Gold Mine California: A Success Story of Governor Gold Mine
HISTORY OF THE MOST SUCCESSFUL GOLD MINE IN LOS ANGELES COUNTY
After statehood, Henry Tift Gage (California’s 20th governor) came west from New York, where he was born in 1852, to seek his fortune. He found it in Acton.
Gage and his associates snatched up what proved to be the most productive gold mines in
Los Angeles county.
His most successful being the New York Mine (later named Governor Mine); By far the most productive gold mine in Los Angeles County in its heyday. Governor Mine was in production by the 1880s.
The Governor mine, with the largest gold output of any mine in Los Angeles County, has a yield valued at more than $1.5 million (between 1880-1942) - almost three times the yield of any other gold mine in Los Angeles County.
The Governor Mine closed in the early 1940s, when President Franklin D. Roosevelt ordered a halt to gold mining in order to shift miners and mining equipment to working minerals needed for war material, according to state officials.
In 1950 the mill was dismantled and sold at an auction. Thereafter, Ownership of the mine went through several hands and no exploration has been pursued since 1942.
• Assays of several hundred dollars in gold per ton were made in high-grade shoots throughout the mine.
• Average values for much of the operating history of the mine exceeded $12 per ton over the total width of the vein.
• On the 400-foot level the ore returned $40 a ton over an 18-foot width of vein.
• Mining costs averaged about $4.50 per ton since 1932.
• The first mill reached a capacity of 60 tons daily in 1937.
• A large mill was then installed. By 1940, production had increased to 140 tons of ore mined and milled every 24 hours.
• Machinery included a jaw crusher and rolls at the mine, and a ball mill three-compartment amalgamation trap, classifier, conditioner, and four location cells (three rougher and one cleaner) at the mill.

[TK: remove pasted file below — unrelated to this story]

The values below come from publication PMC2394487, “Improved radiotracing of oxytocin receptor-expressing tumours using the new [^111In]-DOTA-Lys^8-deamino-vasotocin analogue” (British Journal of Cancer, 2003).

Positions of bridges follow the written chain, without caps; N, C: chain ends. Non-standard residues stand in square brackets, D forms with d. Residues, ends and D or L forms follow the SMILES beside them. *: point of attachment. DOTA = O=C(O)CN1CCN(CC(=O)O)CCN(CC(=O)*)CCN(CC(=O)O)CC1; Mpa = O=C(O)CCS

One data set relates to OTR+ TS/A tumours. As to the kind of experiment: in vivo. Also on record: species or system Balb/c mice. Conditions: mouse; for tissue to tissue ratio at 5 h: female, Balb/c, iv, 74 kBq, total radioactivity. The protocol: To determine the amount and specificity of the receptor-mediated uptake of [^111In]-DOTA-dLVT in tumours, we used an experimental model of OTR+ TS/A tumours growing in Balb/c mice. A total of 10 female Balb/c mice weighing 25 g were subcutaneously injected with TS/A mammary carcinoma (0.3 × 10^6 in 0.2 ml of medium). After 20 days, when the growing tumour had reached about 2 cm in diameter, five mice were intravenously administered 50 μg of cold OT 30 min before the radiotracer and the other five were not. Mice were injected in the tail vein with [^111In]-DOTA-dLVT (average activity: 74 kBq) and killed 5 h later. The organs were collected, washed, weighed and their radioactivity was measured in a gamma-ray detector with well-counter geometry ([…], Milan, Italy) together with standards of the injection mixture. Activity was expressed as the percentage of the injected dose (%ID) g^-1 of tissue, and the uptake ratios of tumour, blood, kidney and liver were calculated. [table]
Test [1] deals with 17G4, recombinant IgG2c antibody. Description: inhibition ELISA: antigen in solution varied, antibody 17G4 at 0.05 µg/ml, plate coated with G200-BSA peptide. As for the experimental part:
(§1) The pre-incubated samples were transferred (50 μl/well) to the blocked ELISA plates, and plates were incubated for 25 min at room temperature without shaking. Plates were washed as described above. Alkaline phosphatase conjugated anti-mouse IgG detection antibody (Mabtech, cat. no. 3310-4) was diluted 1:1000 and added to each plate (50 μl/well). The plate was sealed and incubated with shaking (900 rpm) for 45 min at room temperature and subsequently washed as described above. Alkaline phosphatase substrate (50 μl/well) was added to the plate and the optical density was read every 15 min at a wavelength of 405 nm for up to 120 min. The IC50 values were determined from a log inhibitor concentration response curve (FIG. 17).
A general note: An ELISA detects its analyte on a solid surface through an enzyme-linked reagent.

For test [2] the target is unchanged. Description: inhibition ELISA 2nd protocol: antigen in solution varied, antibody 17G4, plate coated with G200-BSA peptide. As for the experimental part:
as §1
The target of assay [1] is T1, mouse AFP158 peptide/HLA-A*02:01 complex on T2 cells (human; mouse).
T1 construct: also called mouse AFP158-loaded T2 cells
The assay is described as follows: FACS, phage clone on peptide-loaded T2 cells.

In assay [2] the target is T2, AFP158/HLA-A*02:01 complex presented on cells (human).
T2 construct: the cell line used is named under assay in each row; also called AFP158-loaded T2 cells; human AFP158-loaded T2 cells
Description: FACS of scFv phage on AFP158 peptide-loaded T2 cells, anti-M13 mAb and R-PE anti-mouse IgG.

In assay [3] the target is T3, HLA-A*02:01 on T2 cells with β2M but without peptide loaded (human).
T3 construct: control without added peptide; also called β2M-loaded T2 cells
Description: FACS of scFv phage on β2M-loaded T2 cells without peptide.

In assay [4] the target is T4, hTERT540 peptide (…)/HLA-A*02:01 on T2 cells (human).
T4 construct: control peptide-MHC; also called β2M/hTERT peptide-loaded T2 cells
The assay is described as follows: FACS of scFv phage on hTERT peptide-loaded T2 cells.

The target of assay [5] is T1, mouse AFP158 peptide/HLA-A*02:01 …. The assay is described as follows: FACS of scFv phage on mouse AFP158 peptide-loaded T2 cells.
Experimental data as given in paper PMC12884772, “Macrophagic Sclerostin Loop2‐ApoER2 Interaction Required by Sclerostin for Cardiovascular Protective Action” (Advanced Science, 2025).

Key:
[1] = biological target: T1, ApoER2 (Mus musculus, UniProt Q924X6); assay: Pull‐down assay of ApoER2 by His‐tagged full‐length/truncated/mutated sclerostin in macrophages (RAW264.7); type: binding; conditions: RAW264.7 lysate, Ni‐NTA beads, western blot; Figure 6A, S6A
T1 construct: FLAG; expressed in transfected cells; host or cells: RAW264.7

• Governor Gold Mine produced 150,000 tons of ore (rock).
• The ore produced 1/3 oz. per ton of gold or 10 grams per ton.
GOVERNOR MINE SNAPSHOT
According to the State Mining Bureau’s annual report for 1892, the ore returned between $10 and $25 per ton in gold.
The deposit was first mined in the 1880s as the New York mine, yielding over $100,000 in gold. A five-stamp mill was then in operation.
in 1897 the vein was lost and the mine was closed. But better days lay ahead.
Governor Henry T. Gage’s New York Mine was inactive from 1897 until 1932.
In 1932 it was reopened by Francis Gage of the Governor Mines Company. By 1940, production had increased to 140 tons of ore mined and milled every 24 hours. The mine operated continuously until 1942.
Several tunnels were drilled, the principal one being 800 feet long and reaching a vertical depth of 320 feet. A 5-stamp mill was erected to crush the ore.
The main vertical shaft was deepened to 1,000 feet, and tunnels were drilled as long as 500 feet in each direction along the vein at vertical intervals of 100 feet.
The California Division of Mines reported that these workings were the most
extensive of any gold mine in Los Angeles County. Assays of several hundred
dollars in gold per ton were made in high-grade shoots throughout the mine.